11 SECTION 1: SITTING Level 3: Dynamic sitting balance - Sitting Forward Reach Test In this test, the subject is asked to move to his/her limits of stability within the base of support while sitting down (Forward Reach Test). The distance the subject can reach forward beyond arm's length is measured. Equipment: Plinth or suitable seating 1m ruler on adjustable height stand 1. The subject is seated with hips at 90 degrees on a firm, level surface without back support, feet flat on the floor and hands resting on lap. Stand beside the subject to give support if necessary. 2. The height of the ruler is adjusted so that it is at the level of the acromion of the sound shoulder. The subject lifts his/her sound arm to shoulder height with fingers curled into a fist while sitting in a normal, comfortable position. Position the ruler so that the end of the ruler touches the knuckles of the outstretched arm and it continues in a forward direction. 3. The subject reaches forwards as far as possible with their hand level with the ruler. When at maximum reach, the tester reads the position of the knuckle of the middle finger from the ruler. 4. Explain and demonstrate the movement to the subject, get them to practice it and correct as necessary: "I want you to reach forwards as far as you can, keeping your hand level with the ruler. When you are at full stretch hold the position for a few seconds while I read the ruler then sit back. Keep your feet on the ground, and your bottom on the seat, do not use your weak arm for support. 5. Read and note the position of the knuckle of the middle finger on the ruler. 6. Repeat this test. Note the second value and take an average of the two scores. Decide whether to pass or fail: Pass Average value is 7cm or more, without upper limb support and/or assistance from the tester Fail Average value is less than 7cm, and/or the subject requires upper limb support and/or assistance from the tester 7. If subject fails, repeat the test once or twice more. If the subject passes the test by the third attempt, proceed to the next level. 9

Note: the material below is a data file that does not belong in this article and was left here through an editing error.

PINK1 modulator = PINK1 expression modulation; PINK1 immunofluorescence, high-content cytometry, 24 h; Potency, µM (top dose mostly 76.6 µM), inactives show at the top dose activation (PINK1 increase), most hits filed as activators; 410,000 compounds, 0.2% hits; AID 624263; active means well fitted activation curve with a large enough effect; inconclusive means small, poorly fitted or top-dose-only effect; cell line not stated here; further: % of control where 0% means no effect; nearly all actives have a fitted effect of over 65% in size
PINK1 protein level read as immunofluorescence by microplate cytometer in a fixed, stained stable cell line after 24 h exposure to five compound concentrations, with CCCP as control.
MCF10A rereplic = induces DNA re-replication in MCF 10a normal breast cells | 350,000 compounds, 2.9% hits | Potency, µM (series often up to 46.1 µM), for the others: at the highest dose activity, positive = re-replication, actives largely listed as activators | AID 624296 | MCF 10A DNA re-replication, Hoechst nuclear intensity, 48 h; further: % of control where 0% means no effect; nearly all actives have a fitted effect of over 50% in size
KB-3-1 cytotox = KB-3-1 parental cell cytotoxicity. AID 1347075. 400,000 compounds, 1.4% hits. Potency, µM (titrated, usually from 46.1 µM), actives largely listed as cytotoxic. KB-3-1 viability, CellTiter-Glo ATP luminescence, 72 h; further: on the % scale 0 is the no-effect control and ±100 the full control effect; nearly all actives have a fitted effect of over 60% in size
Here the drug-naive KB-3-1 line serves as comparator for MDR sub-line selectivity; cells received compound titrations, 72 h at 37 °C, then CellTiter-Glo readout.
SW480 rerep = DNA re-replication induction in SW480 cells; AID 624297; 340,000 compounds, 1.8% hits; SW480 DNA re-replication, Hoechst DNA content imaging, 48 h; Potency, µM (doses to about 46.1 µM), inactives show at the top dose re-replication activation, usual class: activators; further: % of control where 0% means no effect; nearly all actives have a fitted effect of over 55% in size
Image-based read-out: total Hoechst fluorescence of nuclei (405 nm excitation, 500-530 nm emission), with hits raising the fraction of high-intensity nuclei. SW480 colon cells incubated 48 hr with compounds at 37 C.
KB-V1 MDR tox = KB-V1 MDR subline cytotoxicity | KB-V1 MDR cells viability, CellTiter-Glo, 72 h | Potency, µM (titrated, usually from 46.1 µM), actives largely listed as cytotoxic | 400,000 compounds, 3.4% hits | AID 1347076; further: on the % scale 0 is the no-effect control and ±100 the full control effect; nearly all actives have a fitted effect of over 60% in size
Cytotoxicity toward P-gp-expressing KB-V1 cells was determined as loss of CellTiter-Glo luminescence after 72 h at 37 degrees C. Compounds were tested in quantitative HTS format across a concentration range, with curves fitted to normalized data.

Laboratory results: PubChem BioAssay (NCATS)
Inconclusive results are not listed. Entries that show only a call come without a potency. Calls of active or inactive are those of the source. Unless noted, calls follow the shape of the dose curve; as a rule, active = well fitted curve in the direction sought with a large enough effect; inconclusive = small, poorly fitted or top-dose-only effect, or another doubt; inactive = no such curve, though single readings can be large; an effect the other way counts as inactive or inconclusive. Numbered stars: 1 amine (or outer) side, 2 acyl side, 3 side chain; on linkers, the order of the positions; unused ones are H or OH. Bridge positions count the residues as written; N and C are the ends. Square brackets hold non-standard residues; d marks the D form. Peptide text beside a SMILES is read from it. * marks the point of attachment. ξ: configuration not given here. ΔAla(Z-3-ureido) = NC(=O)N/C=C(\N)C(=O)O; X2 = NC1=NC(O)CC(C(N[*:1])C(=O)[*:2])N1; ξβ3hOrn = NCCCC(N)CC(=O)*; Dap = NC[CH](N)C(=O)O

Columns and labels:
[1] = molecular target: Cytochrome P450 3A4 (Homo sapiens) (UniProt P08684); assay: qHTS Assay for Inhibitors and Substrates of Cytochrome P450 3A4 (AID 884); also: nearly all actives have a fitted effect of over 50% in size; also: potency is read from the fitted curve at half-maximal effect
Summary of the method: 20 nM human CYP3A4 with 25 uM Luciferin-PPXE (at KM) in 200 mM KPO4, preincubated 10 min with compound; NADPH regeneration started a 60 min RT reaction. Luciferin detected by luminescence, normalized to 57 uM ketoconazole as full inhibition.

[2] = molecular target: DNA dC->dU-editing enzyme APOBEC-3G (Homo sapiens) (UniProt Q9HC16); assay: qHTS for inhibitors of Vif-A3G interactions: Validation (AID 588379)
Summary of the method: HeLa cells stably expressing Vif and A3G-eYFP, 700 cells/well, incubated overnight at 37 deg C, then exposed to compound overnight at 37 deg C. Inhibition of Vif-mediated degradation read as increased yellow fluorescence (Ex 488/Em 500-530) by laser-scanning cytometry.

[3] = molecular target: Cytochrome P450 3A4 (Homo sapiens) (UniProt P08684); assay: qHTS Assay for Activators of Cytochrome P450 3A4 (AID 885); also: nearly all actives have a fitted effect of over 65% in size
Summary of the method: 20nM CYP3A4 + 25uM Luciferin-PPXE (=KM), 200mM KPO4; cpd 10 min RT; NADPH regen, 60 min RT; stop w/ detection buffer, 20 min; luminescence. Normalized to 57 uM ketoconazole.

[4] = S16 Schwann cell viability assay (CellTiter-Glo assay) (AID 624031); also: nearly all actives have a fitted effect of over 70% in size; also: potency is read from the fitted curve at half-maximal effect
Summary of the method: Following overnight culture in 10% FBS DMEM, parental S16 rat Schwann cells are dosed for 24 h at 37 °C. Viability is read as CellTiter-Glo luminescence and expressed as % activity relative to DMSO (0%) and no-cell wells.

12 SECTION2: STANDING Level 4: Supported standing - Timed Test In this test, the subject is asked to stand with upper limb support, holding on to furniture or a plinth for at least 30 seconds. Equipment: Plinth or suitable furniture for the subject to hold on to Stop-watch 1. The subject stands on a firm, level surface in normal shoes with feet in a comfortable, level position, and holding on to furniture if necessary. Provide support at waist height in front or to the sound side e.g. a plinth, bedside cupboard or back of a chair. Stand beside the subject to give assistance as necessary. 2. Explain the test to the subject: "I want to time how long you can stand without me helping you. You can hold on if you wish. When I say GO try to keep your balance for as long as you can or until I say stop." 3. Use the stop-watch to time how long the subject can maintain standing balance for up to 30 seconds. Call out the time every 10 seconds. 4. Note the time and decide whether to pass or fail: Pass Subject keeps his/her balance for 30 seconds or more, with or without support and without assistance from the tester Fail Subject keeps his/her balance for less than 30 seconds, and/or requires assistance from the tester 5. If subject fails, repeat the test once or twice more. If the subject passes the test by the third attempt, proceed to the next level. 30s 10